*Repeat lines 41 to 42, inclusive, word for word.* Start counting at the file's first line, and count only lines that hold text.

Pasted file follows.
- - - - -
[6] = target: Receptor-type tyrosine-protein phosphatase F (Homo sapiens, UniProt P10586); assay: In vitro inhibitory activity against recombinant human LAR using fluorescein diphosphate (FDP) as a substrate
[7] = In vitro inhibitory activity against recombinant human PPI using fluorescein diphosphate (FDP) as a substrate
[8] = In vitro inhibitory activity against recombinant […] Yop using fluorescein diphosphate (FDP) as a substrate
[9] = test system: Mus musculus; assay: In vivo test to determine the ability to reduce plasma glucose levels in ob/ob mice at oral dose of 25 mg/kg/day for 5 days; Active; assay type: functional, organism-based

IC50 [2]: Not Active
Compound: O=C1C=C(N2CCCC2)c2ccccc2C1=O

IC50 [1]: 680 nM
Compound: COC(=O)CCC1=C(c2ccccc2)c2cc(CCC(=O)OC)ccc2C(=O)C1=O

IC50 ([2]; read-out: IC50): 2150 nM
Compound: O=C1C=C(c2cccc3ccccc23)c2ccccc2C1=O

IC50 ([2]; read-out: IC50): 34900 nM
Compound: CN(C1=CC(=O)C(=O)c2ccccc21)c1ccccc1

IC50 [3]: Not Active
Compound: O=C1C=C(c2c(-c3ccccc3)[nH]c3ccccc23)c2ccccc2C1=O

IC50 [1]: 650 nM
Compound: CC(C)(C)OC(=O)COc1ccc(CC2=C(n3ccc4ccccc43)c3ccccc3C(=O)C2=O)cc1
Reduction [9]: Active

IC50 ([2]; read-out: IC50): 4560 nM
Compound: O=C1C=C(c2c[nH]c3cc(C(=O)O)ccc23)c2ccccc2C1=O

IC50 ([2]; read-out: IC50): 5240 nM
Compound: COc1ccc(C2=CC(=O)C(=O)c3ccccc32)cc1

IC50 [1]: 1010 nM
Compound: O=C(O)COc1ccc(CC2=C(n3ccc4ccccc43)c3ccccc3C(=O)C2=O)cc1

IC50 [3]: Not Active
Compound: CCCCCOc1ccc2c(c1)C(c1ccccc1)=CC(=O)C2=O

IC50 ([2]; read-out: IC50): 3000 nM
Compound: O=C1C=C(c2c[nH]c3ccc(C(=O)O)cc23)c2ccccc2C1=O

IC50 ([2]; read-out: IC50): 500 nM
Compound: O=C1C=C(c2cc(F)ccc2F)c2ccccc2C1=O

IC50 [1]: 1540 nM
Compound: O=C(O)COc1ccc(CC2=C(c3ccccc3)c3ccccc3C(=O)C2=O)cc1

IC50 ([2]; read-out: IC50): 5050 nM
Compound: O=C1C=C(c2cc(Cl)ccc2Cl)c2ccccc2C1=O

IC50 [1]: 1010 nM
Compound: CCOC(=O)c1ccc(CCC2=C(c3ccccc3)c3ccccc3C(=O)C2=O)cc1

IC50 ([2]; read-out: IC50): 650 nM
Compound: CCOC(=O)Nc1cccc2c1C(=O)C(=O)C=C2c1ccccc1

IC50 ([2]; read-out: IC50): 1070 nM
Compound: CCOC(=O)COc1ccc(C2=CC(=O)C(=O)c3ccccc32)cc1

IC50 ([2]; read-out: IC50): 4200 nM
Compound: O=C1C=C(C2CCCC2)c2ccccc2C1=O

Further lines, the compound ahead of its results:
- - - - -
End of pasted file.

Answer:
Compound: O=C1C=C(C2CCCC2)c2ccccc2C1=O

Further lines, the compound ahead of its results: